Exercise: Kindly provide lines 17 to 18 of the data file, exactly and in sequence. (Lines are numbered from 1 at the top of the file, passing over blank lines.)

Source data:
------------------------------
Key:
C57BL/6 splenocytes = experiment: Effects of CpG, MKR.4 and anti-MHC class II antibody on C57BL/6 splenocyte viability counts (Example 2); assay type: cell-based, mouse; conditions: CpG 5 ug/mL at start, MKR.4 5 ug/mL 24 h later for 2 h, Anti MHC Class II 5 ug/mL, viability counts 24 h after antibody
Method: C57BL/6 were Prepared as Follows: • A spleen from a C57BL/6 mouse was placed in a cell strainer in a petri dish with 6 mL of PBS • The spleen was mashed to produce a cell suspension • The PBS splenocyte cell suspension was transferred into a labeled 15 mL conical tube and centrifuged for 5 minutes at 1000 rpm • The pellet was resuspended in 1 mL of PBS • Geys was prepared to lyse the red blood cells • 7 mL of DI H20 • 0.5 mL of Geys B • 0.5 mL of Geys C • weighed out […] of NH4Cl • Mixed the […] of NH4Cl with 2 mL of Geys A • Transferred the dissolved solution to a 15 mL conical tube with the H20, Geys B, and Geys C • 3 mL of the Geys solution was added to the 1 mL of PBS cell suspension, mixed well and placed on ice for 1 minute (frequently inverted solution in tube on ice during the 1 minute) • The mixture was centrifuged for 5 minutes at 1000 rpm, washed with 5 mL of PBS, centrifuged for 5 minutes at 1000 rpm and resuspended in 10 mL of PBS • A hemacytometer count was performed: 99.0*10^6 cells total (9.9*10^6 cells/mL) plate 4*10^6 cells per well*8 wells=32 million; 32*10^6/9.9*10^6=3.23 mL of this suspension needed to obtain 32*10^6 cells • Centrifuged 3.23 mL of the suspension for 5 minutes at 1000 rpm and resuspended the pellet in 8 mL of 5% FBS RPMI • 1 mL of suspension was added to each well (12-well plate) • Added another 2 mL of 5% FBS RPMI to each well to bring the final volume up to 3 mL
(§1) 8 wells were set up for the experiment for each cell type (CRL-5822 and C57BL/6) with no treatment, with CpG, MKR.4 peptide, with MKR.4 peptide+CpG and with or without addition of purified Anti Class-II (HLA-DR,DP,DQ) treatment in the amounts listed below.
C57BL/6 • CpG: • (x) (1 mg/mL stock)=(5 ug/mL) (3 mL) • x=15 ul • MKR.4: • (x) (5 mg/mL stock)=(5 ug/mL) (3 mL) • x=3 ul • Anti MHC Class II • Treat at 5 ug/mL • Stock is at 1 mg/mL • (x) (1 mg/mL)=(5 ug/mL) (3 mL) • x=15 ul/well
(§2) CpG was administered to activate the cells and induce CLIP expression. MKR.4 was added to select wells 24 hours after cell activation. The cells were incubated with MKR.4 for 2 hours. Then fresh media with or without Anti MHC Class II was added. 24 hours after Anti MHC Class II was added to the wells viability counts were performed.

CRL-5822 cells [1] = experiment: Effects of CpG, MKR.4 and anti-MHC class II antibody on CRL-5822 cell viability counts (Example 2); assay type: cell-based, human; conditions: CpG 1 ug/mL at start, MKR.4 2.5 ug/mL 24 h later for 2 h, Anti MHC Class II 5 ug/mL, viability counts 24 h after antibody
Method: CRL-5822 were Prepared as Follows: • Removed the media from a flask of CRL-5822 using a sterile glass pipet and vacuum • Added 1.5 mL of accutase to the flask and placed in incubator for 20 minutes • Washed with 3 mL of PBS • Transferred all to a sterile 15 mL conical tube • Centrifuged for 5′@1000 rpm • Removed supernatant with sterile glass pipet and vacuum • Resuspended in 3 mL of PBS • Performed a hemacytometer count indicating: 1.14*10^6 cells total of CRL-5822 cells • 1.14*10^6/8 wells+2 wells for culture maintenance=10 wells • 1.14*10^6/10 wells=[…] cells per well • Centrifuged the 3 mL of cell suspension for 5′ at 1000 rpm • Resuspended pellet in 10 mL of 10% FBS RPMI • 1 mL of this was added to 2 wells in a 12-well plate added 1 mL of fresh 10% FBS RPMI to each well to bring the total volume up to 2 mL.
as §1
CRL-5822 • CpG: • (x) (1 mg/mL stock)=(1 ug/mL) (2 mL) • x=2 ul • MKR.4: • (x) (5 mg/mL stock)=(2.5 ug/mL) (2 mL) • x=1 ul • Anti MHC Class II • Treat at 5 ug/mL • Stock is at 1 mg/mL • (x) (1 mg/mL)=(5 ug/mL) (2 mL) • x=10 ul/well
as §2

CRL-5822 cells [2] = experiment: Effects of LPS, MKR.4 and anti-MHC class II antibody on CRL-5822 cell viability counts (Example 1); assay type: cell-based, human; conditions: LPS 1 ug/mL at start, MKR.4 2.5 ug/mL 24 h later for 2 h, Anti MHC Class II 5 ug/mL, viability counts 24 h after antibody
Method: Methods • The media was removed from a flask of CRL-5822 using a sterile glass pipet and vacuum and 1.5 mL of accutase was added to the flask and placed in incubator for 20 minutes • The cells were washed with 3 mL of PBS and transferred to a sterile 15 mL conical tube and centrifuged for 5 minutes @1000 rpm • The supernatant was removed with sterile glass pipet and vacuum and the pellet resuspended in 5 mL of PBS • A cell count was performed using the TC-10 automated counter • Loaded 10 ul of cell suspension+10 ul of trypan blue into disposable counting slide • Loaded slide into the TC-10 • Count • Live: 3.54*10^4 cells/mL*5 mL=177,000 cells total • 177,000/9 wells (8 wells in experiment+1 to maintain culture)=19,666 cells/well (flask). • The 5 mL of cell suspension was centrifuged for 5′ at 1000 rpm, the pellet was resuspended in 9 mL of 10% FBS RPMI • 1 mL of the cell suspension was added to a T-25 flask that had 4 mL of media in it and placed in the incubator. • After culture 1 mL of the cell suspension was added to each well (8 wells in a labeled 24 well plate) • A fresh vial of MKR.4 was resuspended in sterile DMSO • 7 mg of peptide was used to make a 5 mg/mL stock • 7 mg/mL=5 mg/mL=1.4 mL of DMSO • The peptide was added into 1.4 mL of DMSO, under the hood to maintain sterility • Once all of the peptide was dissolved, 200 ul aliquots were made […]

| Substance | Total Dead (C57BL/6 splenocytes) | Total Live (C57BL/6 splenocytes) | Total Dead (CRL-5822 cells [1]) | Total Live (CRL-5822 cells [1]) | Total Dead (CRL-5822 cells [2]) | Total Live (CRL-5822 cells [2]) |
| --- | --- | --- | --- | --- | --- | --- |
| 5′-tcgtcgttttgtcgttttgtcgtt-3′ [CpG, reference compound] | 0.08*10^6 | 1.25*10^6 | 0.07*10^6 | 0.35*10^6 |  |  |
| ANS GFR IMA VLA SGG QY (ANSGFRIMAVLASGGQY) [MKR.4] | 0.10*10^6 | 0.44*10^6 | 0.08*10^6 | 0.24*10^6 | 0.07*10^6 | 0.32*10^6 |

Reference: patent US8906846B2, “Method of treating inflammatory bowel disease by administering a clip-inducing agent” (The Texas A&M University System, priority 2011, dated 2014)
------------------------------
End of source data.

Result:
| ANS GFR IMA VLA SGG QY (ANSGFRIMAVLASGGQY) [MKR.4] | 0.10*10^6 | 0.44*10^6 | 0.08*10^6 | 0.24*10^6 | 0.07*10^6 | 0.32*10^6 |

Reference: patent US8906846B2, “Method of treating inflammatory bowel disease by administering a clip-inducing agent” (The Texas A&M University System, priority 2011, dated 2014)